live|work believe that services grow by creating valuable and positive experiences for their customers – not through aggressive sales and expensive advertising. Recent research proves us right.
As a short hand, the classic marketing mix of the five P’s (product, price, place, people and promotion) has stood the test of time. But sometimes it feels like four little p’s and one big P for Promotion. The seductiveness of advertising’s ability to present a more desirable world to large numbers of people means that some of the other p’s get left out or starved of resources.
The dominant logic is get the product ‘right’, ship it and sell it. This works well for an iPhone or BMW, but we live in a service economy and most of our businesses or organisations provide services. Services require a different approach. Services cannot be simply boxed and given to the UPS man to deliver anywhere in the world. They are ongoing relationships with customers who, generally, can take their custom elsewhere if things go wrong. A multi-million pound advertising campaign is next to useless if the customer viewing it has just had a poor personal experience with the same provider.
At live|work we have always known that an overbearing emphasis on big P promotion is a big problem as it distracts from the day-to-day business of delivering great services. Research backs us up and shows that a reliance on ‘promotion’ leads to less effective businesses and public services. INSEAD Professor of Marketing Jean-Claude Larreche shows that the most profitable organisations are not necessarily those with the glossiest campaigns or the biggest sales force, but those who create a strong relationship with their customers and keep it strong. These businesses develop a virtuous circle of revenue growth and positive customer satisfaction followed by that Holy Grail – word of mouth promotion.
Jean–Claude Larreche’s research shows that businesses with a lower than average sales to revenue ratio – i.e. they spend less on sales and marketing per pound, dollar or euro earned than the market average – outperform the market on a statistical basis. Interestingly he also shows how those who spend more than the market average do not outperform others but simply spend more to stand still. Larreche gives those of us who have always known that success in the long term cannot be built solely by promotion, the evidence we have been looking for. It is good service, not good promotion alone that creates revenue growth.
So what is the secret of these successful businesses?
They focus on meeting the needs of customers at the right time and in the right place – these success stories spend above average on the research and development of new products and services – getting them right for customers rather than trying to sell things to people that they don’t really need.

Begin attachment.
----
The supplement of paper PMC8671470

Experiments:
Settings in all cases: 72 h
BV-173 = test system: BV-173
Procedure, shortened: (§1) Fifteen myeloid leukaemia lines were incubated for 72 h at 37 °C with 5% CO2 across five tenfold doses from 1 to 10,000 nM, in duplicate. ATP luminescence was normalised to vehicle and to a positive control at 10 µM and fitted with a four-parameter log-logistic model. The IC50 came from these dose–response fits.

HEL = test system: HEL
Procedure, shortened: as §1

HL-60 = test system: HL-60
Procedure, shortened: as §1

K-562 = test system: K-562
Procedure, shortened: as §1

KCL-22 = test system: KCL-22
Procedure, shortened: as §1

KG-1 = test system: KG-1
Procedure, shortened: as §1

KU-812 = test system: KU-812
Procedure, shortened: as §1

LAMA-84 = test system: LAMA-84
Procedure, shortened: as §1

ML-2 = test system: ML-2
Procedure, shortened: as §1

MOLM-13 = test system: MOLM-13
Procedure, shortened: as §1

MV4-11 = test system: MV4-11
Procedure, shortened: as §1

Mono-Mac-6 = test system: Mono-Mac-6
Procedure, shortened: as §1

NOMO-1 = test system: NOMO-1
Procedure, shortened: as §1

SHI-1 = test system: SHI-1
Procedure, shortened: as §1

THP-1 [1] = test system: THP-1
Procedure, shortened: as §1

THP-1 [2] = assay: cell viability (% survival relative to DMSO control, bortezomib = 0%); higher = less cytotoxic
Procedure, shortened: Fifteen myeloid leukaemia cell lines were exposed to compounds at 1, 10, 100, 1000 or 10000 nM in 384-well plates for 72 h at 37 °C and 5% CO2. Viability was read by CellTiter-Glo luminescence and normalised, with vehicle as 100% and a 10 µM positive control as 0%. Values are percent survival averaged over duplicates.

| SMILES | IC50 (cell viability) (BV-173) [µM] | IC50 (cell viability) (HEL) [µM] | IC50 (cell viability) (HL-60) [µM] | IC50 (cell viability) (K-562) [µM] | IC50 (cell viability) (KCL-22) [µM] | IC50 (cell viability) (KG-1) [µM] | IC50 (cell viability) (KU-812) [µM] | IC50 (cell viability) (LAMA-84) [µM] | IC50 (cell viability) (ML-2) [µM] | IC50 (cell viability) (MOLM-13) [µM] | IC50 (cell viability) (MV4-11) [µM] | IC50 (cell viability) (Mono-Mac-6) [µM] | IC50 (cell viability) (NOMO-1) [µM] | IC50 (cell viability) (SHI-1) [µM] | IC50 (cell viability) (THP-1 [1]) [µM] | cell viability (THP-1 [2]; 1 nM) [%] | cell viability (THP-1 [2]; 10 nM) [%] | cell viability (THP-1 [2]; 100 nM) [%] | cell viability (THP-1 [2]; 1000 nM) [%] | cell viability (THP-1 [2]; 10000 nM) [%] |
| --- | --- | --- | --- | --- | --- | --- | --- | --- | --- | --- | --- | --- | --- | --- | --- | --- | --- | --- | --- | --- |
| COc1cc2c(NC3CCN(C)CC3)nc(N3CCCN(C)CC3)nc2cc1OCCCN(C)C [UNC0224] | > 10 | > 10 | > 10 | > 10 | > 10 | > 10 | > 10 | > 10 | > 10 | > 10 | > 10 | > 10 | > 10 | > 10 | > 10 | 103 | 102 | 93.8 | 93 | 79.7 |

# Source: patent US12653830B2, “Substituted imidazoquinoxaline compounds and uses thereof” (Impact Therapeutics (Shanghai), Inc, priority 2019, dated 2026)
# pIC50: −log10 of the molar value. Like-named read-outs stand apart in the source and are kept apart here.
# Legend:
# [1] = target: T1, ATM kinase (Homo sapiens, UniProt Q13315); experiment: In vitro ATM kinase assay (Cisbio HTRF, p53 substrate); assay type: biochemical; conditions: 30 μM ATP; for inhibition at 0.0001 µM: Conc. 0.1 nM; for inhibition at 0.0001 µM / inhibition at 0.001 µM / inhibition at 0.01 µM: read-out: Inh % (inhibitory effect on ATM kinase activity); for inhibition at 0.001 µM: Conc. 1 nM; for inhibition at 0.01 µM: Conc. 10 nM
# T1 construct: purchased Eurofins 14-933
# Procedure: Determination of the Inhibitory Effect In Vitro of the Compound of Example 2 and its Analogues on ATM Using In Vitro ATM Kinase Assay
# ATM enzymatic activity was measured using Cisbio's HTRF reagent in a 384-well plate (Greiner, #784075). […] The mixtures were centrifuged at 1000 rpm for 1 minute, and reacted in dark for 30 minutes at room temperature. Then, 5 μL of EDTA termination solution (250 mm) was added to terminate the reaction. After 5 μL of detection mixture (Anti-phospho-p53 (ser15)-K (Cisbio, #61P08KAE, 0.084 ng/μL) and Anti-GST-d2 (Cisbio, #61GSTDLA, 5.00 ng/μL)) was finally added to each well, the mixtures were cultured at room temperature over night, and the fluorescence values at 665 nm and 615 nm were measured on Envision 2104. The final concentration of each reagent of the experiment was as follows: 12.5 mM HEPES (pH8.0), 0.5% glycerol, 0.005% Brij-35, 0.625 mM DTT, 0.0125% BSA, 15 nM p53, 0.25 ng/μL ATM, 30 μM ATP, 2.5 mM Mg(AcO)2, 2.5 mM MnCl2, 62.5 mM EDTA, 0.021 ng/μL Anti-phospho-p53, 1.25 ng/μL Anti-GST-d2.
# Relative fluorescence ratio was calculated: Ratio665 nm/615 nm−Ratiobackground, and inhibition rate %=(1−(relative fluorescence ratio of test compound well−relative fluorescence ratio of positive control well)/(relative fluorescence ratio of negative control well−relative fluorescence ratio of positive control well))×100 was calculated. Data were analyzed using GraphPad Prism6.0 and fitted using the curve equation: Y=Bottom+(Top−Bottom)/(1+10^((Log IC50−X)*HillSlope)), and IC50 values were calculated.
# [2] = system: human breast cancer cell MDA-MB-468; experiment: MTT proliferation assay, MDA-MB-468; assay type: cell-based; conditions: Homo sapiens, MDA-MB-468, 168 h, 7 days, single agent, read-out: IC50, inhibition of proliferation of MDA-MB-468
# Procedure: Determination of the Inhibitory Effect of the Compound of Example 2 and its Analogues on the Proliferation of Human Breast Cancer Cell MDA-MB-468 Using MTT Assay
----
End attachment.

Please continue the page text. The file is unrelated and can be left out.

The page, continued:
Services are promoted through positive experiences. They can be promoted by ensuring that they meet or exceed customers’ expectations. Get this right and you gain the customer’s loyalty so they are less likely to switch to another company. They are also more likely to recommend your service to someone else – doing your promotion work for you. For example, if my bank put me through hell to make a transaction there is no way they can rescue my perception of them through glossy marketing. They have to do the hard graft of showing me that they can do a good job, or that they have fixed their faults. But if they make my life easier, or delight me by doing something I didn’t even expect, then I will hold them in good regard and be wary of the competition’s next ‘too good to be true’ ad campaign.
Working this way means that promotion becomes a part of the service. It takes place when the customer is tuned into the service and is actively engaged in the value being delivering to them – rather than taking place on the TV when they are more interested in watching the football.
When your service is your marketing promotion becomes ‘one to one’ rather than ‘one to many’. Service providers need to work harder to understand individual customers and their motivations, rather than aggregating common needs across a whole market through bland customer segmentation. Doing this focuses our attention away from the large market survey that creates insight into the average customer, towards paying more attention to the specifics of each customer – and into developing tools to personalise and enable customisation.
Finally, service organisations need to use Service Thinking to help them relate to customers as long-term partners that they need to get to know and develop a relationship with. Only then is it possible to think about how to connect to their needs as individuals, and to ensure that their experiences are valuable and positive.
As Larreche demonstrates, you can slog to stand still by spending more and more on sales and marketing with diminishing returns. Or you can skip a couple of those expensive ad campaigns and spend more time with your customers ensuring that what you do is what they want – because if it’s what they want, their friends will probably want it too.